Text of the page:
If you look at the revenues, it tells a really bleak story, if you will. Over $800 billion dollars in 2019 and then this huge drop in 2020. And, as you're suggesting, we're still going to have a gaping hole in 2021 with revenues below $600 billion.

So what IATA, the trade body, was suggesting -- we're looking at losses of $100 billion over a two-year window. So this is going to be the worst year, but it's going to be added on next year because passenger traffic will be slow to come back.

Here in the Middle East, we have the major Gulf carriers. Of course, the biggest is Emirates. It has this large fleet of A380s, 115 of them.

We know they had some staff layoffs for both pilots and cabin crew for those big super jets that are not going to be needed in the future. Some are going to be parked, probably forever.

And as you noted, Air France -- and I think the added twist to the announcement from the government was we want to protect 100,000 jobs by giving half of that to Air France, or close to that amount. But they don't want the U.S. and China to dominate the sector in the future.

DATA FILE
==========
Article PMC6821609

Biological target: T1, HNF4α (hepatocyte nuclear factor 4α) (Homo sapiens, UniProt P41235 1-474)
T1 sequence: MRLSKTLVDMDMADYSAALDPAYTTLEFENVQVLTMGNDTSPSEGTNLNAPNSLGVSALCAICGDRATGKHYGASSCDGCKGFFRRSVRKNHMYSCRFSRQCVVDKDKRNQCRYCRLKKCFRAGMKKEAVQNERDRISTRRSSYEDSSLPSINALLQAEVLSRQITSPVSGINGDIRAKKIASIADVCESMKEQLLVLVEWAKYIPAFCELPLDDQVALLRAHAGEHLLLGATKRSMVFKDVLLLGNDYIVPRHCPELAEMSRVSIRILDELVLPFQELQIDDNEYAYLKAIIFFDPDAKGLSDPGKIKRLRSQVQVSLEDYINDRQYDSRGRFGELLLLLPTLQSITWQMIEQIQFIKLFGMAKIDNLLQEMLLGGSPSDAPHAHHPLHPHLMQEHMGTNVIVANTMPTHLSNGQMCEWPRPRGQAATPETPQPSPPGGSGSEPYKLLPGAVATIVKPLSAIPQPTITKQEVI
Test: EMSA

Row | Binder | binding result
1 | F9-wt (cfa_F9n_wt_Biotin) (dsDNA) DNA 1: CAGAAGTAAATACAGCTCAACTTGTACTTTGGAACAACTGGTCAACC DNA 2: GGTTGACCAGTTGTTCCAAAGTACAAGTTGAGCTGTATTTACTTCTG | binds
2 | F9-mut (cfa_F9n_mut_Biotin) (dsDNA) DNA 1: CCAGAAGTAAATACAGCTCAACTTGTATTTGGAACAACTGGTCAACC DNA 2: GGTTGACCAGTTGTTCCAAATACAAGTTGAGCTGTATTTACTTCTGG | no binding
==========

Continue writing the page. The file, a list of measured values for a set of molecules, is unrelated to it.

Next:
They see this as a fight for survival for the European Union and we know that France has a big base there for Airbus in Toulouse, in the manufacturing sector.

So the bailouts are indeed coming.

CURNOW: Yes, they most certainly do. So we're seeing some real uncertainties across industries. This is not being seen, though, in Wall Street. I mean, the NASDAQ has just hit a new record. Why is there such enthusiasm, such a disconnect?


DEFTERIOS: Well, I think the best way to put it is a tale of two realities. There's the Wall Street reality and then the one on Main Street, where we've had 43 million people in the United States file for unemployment claims.

We saw the jobs report last week that brought the unemployment rate to 13.3 percent, but does it really justify all this money going into Wall Street?